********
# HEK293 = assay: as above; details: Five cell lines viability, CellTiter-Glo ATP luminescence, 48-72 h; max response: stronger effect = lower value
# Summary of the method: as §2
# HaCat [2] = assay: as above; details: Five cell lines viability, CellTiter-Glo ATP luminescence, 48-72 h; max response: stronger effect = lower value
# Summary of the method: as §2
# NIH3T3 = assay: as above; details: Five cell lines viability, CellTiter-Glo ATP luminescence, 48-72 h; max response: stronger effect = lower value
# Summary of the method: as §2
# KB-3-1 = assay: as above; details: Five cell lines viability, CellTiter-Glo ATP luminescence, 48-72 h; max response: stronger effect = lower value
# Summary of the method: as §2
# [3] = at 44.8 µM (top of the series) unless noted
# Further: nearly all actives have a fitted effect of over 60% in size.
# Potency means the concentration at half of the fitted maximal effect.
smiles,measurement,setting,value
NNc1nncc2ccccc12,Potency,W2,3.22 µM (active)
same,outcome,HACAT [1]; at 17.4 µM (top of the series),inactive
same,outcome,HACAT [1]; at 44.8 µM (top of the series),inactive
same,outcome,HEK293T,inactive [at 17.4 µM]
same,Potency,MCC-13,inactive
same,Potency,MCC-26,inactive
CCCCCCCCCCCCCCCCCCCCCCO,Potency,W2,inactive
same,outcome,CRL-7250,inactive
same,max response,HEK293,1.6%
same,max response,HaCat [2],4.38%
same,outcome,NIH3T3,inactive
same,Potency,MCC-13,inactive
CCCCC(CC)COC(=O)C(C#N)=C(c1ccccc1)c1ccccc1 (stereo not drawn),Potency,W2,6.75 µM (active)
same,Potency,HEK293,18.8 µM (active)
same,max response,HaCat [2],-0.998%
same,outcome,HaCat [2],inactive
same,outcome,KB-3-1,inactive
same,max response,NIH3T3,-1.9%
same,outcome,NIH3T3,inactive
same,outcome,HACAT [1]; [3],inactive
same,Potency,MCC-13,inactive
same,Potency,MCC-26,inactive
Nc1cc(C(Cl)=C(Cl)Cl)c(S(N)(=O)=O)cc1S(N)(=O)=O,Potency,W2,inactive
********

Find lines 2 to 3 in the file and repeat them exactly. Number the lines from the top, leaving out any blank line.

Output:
# Summary of the method: as §2
# HaCat [2] = assay: as above; details: Five cell lines viability, CellTiter-Glo ATP luminescence, 48-72 h; max response: stronger effect = lower value